The matter relates to a Tribune story in which one of its reporter could gain access to as many Aadhaar numbers as desired by buying a login and password for only Rs 500 only. Unique Identification Authority of India (UIDAI), Aadhaar’s regulatory body, in retaliation has gone to police, and lo and behold, all hell has broken loose. Indian Express, along with press bodies and Amnesty International, not to forget the Congress and other opposition skunks, are beating their breasts in mourning.

A few questions to these pall-bearers are in order. Let’s begin with Indian Express. My beloved newspaper, why have you chosen to blank (sic) the statement of Delhi Police of Sunday which could have answered most of your insinuations misleading your innocent readers?

The Police in its official statement has stated that UIDAI had filed a “open-ended” complaint with the former’s cyber cell which the Police later converted into an FIR. Why then defame a regulatory body with a “crime” they never committed? Why hide the facts?

Two, while you cry hoarse and run your throat dry, why not report that the FIR says “unknown” under the column “accused”? Why hide the facts?

When UIDAI hasn’t named Tribune or its reporter as “accused” how could it be an attack on the freedom of the press? Could reporting a sequence of events be construed as an attack on free press?

(We must chip in and be on our feet to applaud the Police. When fake MSMs are misleading the public and avoid/neglect official reactions, the regulatory authorities increasingly are resorting to Social Media, press conferences, advertisements and official statements to convey their side of the story. Way to go, folks).

Three, Indian Express actually should admonish fellow Tribune and its reporter for wasting Rs 500 when the allowed access is only to help personnel/officials address the grievances of citizens. Without security measures—highly encrypted ones—such as biometrics and iris, the newspaper report is not a “data breach” and can only be described as “misreporting” which the UIDAI has dryly noted.

Now let’s come to other jokers. Google practically has no trace of Editors’ Guild of India hard as I tried. No website. All I could do was to find it has just 2 tweets (yes, TWO!) since its’ joining in 2016. Such media-shy body is the custodian of free media in this country. The most my search could yield was a 2014 report which showed Barkha Dutt, Shekhar Gupta, Seema Chisti, Kumar Ketkar among others as its working committee members. And oh yes, Mrinal Pande as its specially invited member.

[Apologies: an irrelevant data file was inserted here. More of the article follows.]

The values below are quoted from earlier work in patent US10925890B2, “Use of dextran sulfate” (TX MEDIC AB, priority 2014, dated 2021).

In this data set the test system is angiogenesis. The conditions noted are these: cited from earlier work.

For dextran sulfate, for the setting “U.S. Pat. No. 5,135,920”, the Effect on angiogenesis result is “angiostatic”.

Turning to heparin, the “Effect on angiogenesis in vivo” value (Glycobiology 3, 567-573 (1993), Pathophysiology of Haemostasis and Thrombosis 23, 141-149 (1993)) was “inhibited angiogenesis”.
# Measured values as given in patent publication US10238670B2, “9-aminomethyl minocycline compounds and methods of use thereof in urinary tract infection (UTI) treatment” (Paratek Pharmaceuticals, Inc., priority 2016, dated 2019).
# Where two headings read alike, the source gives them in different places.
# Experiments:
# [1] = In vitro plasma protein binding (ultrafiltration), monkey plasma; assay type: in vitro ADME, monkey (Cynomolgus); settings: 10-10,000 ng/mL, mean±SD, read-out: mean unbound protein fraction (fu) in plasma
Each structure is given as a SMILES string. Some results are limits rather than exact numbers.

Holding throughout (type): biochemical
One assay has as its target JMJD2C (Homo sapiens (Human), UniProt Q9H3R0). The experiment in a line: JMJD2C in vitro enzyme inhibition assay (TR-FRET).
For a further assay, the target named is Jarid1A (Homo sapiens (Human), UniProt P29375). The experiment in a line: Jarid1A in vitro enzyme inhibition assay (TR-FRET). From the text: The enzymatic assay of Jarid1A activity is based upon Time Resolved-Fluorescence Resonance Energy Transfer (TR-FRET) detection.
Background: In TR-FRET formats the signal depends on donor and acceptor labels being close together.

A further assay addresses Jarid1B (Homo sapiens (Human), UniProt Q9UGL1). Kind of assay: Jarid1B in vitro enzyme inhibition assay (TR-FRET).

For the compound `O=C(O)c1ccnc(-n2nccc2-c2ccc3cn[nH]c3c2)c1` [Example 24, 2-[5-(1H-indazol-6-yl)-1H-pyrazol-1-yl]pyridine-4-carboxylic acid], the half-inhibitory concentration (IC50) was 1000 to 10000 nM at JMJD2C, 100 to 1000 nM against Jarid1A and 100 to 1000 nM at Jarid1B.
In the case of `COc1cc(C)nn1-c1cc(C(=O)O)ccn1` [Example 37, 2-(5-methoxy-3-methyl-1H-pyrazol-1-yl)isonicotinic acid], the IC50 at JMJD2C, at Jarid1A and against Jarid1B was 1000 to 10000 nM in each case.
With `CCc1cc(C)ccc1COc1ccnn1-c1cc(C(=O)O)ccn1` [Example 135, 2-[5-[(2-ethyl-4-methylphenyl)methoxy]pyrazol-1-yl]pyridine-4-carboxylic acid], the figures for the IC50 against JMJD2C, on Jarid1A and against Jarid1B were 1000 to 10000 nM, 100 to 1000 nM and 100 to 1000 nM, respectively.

Indian Express quotes Editors’ Guild extensively and the latter is shown using grave words such as “booked” and “penalized” and “persecuted” when its just an FIR (converted too) and doesn’t name anyone as “accused.” Given the gravitas of this jury if it still happens to be around, you would believe the basic understanding of IPC is not beyond them. Surely, I do trust my washerman to come out with flying colours if he was subjected to such a test.

Such distinguished people ought to ask Indian Express–and themselves—whether betraying paying readers with fake news, and mounting a campaign in its support, amount to “cheating or loot” under the Indian Penal Code.

You also have Indian Women’s Press Corps in protest. Before you express your surprise at what’s our women journos grouse is in this case, you must be told the Tribune reporter happens to be a woman. Next time issues of “triple talaq” and other such matters flicker in your mind, my advisory is don’t look for the reaction of this august body. You see, women with pen aren’t the same as women under burqa.

And oh yes, there is Amnesty International too (Sorry folks, there was no prize for guessing). An important tycoon of “human rights industry.” An organization which is openly accused of being a “servant of US Warmongering Foreign Policy”, a ‘soft-power” of post-War colonialism, is outraged at the UIDAI move to protect its shed.

Let me share a fact-sharing website, Mental Floss, to bring a few truths on Amnesty International to light. The organization was inspired by the arrest of two Portuguese students in 1960 which may never have happened! This very organization had accused Nelson Mandela of promoting violence and didn’t campaign for his release in 1963-64. It concedes it takes money from governments “in some cases.”